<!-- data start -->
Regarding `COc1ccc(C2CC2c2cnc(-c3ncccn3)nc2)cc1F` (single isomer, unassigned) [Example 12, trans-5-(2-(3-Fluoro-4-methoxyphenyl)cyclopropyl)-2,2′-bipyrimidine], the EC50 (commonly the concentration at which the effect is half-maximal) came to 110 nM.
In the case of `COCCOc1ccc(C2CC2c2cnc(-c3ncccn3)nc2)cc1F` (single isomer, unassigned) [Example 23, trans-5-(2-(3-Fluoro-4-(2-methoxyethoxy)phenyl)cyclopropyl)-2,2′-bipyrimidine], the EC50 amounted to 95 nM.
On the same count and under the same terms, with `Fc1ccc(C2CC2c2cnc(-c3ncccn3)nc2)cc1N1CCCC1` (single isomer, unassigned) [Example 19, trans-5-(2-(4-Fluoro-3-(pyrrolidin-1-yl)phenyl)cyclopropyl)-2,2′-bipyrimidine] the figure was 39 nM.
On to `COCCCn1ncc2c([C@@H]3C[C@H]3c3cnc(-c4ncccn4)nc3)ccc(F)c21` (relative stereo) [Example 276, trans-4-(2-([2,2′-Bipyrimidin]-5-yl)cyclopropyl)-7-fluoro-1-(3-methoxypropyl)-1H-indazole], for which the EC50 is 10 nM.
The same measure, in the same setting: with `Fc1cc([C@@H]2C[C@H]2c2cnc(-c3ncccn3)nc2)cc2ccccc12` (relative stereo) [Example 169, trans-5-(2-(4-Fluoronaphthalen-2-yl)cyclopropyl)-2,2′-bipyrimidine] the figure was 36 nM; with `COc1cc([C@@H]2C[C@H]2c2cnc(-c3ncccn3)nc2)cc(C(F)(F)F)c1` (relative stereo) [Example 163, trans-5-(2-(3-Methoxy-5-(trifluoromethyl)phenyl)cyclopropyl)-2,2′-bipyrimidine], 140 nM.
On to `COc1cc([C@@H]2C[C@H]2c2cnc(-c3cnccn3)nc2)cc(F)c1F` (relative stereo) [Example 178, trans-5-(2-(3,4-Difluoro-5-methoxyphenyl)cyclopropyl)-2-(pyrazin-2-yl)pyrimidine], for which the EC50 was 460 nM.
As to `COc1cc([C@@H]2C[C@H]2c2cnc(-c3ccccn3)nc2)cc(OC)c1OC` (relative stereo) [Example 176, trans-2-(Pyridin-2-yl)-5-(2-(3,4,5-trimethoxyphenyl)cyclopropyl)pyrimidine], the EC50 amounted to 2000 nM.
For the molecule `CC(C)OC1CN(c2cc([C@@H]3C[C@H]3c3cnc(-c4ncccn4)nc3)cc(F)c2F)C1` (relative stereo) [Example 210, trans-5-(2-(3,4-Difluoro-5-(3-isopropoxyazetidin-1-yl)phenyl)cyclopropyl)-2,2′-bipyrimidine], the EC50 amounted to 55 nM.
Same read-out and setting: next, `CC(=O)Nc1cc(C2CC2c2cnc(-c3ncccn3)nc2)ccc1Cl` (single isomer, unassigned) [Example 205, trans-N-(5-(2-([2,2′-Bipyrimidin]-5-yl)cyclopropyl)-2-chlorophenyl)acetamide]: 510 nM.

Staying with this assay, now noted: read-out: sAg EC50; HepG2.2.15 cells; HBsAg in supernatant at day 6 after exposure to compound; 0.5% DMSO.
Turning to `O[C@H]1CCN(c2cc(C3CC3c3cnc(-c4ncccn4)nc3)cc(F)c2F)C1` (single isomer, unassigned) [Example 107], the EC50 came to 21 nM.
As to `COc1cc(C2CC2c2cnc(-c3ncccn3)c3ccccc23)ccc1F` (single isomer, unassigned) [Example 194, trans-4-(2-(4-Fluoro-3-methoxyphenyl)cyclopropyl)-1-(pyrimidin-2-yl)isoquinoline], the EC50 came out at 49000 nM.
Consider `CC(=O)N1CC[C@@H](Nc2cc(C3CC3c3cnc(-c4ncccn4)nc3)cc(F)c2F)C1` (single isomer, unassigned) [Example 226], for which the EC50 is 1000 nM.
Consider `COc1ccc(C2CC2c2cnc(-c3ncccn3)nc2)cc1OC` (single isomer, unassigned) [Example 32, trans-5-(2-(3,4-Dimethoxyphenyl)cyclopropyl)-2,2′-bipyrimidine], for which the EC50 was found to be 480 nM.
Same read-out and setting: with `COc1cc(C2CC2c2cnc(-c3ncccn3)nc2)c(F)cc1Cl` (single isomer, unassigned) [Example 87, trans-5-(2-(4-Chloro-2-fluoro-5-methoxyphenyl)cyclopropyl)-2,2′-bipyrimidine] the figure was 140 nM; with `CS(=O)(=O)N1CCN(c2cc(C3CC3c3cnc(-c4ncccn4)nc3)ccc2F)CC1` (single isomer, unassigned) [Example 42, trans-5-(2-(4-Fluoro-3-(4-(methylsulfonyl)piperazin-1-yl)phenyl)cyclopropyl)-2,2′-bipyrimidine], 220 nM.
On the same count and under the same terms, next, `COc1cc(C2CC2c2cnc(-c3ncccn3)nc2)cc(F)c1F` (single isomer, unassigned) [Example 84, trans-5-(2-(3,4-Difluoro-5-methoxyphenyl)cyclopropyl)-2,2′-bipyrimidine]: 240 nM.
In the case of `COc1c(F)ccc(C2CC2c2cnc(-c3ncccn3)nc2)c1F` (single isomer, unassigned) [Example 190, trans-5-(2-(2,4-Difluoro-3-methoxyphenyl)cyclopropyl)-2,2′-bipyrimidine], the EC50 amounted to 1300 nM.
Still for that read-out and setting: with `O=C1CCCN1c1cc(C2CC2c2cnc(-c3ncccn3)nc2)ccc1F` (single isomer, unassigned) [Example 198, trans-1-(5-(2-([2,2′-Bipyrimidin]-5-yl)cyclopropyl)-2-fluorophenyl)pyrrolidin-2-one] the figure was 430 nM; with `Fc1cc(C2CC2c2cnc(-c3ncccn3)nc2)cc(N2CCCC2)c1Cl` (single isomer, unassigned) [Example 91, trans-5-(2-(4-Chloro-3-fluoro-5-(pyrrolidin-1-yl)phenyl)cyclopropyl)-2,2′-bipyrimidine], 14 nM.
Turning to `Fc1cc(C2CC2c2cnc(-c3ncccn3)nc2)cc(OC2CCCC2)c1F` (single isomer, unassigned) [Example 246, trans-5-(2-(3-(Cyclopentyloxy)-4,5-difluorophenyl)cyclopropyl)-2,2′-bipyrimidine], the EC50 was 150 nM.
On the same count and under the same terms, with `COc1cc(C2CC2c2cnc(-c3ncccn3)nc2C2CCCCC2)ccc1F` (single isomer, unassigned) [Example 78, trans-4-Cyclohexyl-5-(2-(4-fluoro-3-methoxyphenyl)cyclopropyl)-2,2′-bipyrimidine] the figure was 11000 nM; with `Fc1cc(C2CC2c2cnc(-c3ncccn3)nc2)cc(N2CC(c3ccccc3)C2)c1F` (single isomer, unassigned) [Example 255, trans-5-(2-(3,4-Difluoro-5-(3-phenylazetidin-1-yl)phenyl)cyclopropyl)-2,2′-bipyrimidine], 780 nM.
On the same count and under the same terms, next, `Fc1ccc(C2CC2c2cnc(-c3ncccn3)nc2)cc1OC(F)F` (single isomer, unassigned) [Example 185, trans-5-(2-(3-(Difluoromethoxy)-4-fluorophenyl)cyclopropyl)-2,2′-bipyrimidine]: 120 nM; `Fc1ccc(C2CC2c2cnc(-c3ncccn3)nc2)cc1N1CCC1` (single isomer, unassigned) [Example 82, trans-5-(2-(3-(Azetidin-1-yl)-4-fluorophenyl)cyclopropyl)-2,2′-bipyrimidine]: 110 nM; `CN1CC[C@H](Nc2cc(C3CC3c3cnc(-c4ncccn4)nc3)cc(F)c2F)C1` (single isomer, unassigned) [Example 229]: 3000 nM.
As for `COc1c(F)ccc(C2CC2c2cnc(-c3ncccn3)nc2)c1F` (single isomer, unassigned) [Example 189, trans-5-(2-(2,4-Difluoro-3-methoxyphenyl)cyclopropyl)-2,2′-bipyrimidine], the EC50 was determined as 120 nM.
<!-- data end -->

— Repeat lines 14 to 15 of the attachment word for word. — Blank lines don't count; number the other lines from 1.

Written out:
Consider `COc1ccc(C2CC2c2cnc(-c3ncccn3)nc2)cc1OC` (single isomer, unassigned) [Example 32, trans-5-(2-(3,4-Dimethoxyphenyl)cyclopropyl)-2,2′-bipyrimidine], for which the EC50 was found to be 480 nM.
Same read-out and setting: with `COc1cc(C2CC2c2cnc(-c3ncccn3)nc2)c(F)cc1Cl` (single isomer, unassigned) [Example 87, trans-5-(2-(4-Chloro-2-fluoro-5-methoxyphenyl)cyclopropyl)-2,2′-bipyrimidine] the figure was 140 nM; with `CS(=O)(=O)N1CCN(c2cc(C3CC3c3cnc(-c4ncccn4)nc3)ccc2F)CC1` (single isomer, unassigned) [Example 42, trans-5-(2-(4-Fluoro-3-(4-(methylsulfonyl)piperazin-1-yl)phenyl)cyclopropyl)-2,2′-bipyrimidine], 220 nM.